Transcribing Old Documents
A transcript is a full text of an original manuscript. The aim is to provide a faithful representation of the original document.
In order to transcribe a manuscript accurately, and ensure a consistent approach, a number of rules and guidelines need to be applied. Please don’t be put off by this. Careful application of the rules alongside careful reading of the manuscript will ensure an accurate, and extremely useful, finished product.
The transcript should look like the original. This means keeping:
- Line length and line arrangements
- Margin notes
- Notes between the lines
- Any words that are crossed out (showing them as such)
- Process notes (this means recording numbers and notes added later as they appear on the documents)
Spelling, Punctuation and Capital Letters
The spelling, punctuation and use of capital letters given in the original manuscript (even if incorrect) should be kept in the transcript.
It can be difficult to tell whether capital letters have been used. For consistency, all forenames, surnames and place-names in the transcript should begin with a capital letter. The transcript in general however should reflect the variations in spelling of place and personal names that occur in the manuscript (correct , conventional, and or other variant spellings may be included in the comments section below the transcript). The practice of representing a double ‘s ‘ as ‘fs’ , often occurring in manuscripts, can be retained in the transcript.
A manuscript may contain many abbreviations for commonly occurring words. Where a word is abbreviated this should be extended in the transcript using square brackets to indicate the extension: e.g. Ja[me]s for Jas Nov[embe]r for Novr af[ore]s[ai]d for afsd.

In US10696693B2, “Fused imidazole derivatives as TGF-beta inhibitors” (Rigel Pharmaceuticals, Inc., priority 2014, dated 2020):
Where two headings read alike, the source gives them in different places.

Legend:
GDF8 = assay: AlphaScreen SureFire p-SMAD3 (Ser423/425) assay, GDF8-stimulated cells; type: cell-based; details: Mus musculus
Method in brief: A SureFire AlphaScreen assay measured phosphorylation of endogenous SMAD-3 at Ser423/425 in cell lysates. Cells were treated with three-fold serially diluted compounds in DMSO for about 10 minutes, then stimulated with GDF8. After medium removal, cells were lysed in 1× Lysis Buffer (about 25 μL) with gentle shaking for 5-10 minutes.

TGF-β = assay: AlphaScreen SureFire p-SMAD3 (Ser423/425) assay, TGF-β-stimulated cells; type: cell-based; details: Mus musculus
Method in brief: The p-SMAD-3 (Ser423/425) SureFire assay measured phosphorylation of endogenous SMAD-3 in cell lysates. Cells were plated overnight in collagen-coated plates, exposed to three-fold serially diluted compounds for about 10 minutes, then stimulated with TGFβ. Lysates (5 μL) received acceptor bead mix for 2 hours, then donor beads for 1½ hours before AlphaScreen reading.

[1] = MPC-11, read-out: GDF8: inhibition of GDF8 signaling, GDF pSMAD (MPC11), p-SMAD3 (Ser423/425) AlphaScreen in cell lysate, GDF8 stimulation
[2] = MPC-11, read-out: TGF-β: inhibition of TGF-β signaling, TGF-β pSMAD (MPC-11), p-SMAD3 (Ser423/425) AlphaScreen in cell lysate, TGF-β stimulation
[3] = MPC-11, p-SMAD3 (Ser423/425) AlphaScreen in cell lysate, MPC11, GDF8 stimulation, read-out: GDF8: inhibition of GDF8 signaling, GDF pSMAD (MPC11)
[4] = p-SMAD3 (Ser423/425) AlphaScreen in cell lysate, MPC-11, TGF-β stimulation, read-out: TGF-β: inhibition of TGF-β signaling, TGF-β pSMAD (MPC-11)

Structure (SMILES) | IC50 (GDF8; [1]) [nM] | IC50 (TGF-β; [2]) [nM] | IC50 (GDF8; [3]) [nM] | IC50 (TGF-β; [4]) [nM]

Additional text written vertically across the main text is sometimes found in these manuscripts. Where this occurs, vertical text can be recorded below transcript. It can be tagged as an addition (see tagging the documents) with an indication given in the discussion/notes box of its place in the text.
Marginal Notes and Annotations
These should also be recorded as additions, but the system doesn't allow for these to appear in the margin. Please record them below the main text with an indication given in square brackets of where this occurs in the text e.g. [pencil notes top left]
Any deleted words or ‘strikethroughs’ occurring in the text should also be recorded. You can tag these so that they are reproduced in the transcript exactly as they occur in the manuscript (see tagging the documents). If the deleted word is unclear it can also be tagged to show this.
Deletions to sections of text may also have been made by the use of vertical lines through the text. Rather than mark all the text as deleted (which makes it harder to read) you can note that particular sections are deleted in the comments section.
Between the Lines
Sometimes additions to the text are made above or below the line. These can also be tagged to show exactly where they appear (see tagging the documents).
You can tag text to show that is has been underlined (see tagging the documents). This only shows one underline however. If you find words that are underlined more than once, or that have vertical marks for emphasis, please note this in the discussion/notes section.
You can tag characters to show that they are in superscript in your transcript e.g the 's' in Ja[me]s (see tagging the documents).
Notes added after the creation of the original text should be identified and transcribed where possible. These include library processing marks and other entries that clearly post- date the original.
Where it is certain that the annotation does not form part of the original text this can be indicated in the transcript with the use of angled brackets surrounding the text. <… >. Sometimes there will be uncertainty. For instance pencil and other annotations may be contemporary or may be the result of later interference in the text. The easiest way to record this is to make a note in the discussion/notes section.